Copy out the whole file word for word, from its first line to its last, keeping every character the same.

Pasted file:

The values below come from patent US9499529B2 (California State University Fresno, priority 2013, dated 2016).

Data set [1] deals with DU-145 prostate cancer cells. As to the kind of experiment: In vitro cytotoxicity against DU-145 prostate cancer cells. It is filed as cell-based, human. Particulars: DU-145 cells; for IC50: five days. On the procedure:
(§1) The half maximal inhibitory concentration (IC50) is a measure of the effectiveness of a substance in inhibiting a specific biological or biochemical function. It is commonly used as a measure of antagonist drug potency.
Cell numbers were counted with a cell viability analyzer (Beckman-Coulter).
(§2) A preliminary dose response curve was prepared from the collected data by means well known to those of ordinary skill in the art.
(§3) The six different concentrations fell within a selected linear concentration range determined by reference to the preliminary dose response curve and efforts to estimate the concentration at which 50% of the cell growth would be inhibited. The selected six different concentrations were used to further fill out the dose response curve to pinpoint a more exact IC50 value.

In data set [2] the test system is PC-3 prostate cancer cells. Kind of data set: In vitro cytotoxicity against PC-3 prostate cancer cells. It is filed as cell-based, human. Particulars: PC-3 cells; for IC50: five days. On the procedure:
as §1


The values below come from patent US9499529B2 (California State University Fresno, priority 2013, dated 2016).

Data set [1] deals with DU-145 prostate cancer cells. As to the kind of experiment: In vitro cytotoxicity against DU-145 prostate cancer cells. It is filed as cell-based, human. Particulars: DU-145 cells; for IC50: five days. On the procedure:
(§1) The half maximal inhibitory concentration (IC50) is a measure of the effectiveness of a substance in inhibiting a specific biological or biochemical function. It is commonly used as a measure of antagonist drug potency.
Cell numbers were counted with a cell viability analyzer (Beckman-Coulter).
(§2) A preliminary dose response curve was prepared from the collected data by means well known to those of ordinary skill in the art.
(§3) The six different concentrations fell within a selected linear concentration range determined by reference to the preliminary dose response curve and efforts to estimate the concentration at which 50% of the cell growth would be inhibited. The selected six different concentrations were used to further fill out the dose response curve to pinpoint a more exact IC50 value.

In data set [2] the test system is PC-3 prostate cancer cells. Kind of data set: In vitro cytotoxicity against PC-3 prostate cancer cells. It is filed as cell-based, human. Particulars: PC-3 cells; for IC50: five days. On the procedure:
as §1